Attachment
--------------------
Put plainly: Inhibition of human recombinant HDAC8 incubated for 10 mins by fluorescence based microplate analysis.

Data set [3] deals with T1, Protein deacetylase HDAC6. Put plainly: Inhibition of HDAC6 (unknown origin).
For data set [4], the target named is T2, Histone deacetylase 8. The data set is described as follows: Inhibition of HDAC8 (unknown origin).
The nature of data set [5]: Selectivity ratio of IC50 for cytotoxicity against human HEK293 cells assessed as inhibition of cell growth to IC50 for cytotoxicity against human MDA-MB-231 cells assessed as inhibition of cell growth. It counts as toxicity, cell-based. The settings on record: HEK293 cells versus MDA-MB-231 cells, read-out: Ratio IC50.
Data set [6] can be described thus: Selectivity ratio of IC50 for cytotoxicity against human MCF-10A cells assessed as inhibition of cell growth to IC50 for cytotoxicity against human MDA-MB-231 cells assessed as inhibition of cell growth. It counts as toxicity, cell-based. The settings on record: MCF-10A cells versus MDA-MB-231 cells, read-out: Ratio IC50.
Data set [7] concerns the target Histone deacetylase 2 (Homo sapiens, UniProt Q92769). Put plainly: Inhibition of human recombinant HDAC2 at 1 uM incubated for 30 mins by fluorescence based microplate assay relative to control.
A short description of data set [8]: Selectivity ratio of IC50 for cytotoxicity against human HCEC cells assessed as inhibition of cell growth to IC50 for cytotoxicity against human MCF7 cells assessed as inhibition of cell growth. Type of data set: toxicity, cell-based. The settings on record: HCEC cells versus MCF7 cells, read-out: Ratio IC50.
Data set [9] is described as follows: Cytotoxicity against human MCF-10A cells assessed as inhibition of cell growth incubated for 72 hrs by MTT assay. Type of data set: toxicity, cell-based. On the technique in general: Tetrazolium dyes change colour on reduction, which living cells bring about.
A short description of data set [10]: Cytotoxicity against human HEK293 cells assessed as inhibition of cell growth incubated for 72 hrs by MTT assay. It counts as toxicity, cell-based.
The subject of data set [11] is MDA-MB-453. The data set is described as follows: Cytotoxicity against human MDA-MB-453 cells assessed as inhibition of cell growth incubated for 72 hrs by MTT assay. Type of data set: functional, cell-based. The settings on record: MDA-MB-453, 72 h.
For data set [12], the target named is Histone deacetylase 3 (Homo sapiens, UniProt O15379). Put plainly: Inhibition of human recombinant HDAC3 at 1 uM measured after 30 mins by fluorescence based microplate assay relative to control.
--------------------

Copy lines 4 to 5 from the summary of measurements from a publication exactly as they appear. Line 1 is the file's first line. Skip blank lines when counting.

The nature of data set [5]: Selectivity ratio of IC50 for cytotoxicity against human HEK293 cells assessed as inhibition of cell growth to IC50 for cytotoxicity against human MDA-MB-231 cells assessed as inhibition of cell growth. It counts as toxicity, cell-based. The settings on record: HEK293 cells versus MDA-MB-231 cells, read-out: Ratio IC50.
Data set [6] can be described thus: Selectivity ratio of IC50 for cytotoxicity against human MCF-10A cells assessed as inhibition of cell growth to IC50 for cytotoxicity against human MDA-MB-231 cells assessed as inhibition of cell growth. It counts as toxicity, cell-based. The settings on record: MCF-10A cells versus MDA-MB-231 cells, read-out: Ratio IC50.